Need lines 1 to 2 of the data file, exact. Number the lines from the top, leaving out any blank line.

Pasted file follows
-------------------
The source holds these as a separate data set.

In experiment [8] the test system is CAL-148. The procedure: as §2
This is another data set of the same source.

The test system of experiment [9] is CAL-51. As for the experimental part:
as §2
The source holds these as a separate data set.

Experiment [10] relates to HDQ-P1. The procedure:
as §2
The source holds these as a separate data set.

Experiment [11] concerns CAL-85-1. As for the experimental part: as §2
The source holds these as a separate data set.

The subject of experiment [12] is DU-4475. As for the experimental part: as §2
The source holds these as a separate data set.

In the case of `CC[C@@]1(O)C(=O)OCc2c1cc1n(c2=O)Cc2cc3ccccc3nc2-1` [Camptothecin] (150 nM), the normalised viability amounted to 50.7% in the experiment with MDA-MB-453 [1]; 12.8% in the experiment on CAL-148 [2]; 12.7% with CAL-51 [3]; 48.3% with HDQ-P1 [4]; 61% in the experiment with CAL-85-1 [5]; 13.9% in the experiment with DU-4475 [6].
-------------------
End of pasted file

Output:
The source holds these as a separate data set.

In experiment [8] the test system is CAL-148. The procedure: as §2